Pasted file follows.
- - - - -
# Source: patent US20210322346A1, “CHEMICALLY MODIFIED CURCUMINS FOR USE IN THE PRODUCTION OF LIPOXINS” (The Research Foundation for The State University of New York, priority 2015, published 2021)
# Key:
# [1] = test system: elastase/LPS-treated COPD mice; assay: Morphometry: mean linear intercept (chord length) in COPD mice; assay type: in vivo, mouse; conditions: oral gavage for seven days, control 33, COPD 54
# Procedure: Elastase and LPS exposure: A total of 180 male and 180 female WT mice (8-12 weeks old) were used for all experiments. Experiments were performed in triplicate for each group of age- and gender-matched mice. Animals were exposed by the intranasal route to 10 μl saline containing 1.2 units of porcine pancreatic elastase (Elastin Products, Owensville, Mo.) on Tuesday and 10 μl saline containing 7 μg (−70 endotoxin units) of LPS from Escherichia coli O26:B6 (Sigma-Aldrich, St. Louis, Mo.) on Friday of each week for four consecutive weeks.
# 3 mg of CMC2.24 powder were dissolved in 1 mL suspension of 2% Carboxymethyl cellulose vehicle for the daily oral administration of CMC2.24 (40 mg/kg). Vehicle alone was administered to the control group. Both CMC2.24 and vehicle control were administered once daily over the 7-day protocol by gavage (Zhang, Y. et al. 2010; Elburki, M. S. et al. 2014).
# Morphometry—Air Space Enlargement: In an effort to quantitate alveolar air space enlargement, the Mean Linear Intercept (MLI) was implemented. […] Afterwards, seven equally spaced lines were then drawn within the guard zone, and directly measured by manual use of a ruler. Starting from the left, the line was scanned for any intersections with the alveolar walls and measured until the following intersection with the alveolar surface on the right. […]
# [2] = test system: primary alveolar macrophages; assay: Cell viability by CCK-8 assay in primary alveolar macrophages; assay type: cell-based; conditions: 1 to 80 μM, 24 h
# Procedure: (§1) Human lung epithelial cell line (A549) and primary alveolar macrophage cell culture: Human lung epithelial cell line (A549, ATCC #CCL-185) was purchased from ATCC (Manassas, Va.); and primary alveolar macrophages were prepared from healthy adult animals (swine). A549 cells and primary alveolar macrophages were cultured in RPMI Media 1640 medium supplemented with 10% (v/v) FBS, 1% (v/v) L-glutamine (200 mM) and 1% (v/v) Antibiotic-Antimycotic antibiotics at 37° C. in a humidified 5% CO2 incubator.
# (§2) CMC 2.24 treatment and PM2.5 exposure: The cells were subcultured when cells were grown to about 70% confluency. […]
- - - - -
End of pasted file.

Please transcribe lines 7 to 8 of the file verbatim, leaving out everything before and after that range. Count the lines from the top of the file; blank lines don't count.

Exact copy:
# [2] = test system: primary alveolar macrophages; assay: Cell viability by CCK-8 assay in primary alveolar macrophages; assay type: cell-based; conditions: 1 to 80 μM, 24 h
# Procedure: (§1) Human lung epithelial cell line (A549) and primary alveolar macrophage cell culture: Human lung epithelial cell line (A549, ATCC #CCL-185) was purchased from ATCC (Manassas, Va.); and primary alveolar macrophages were prepared from healthy adult animals (swine). A549 cells and primary alveolar macrophages were cultured in RPMI Media 1640 medium supplemented with 10% (v/v) FBS, 1% (v/v) L-glutamine (200 mM) and 1% (v/v) Antibiotic-Antimycotic antibiotics at 37° C. in a humidified 5% CO2 incubator.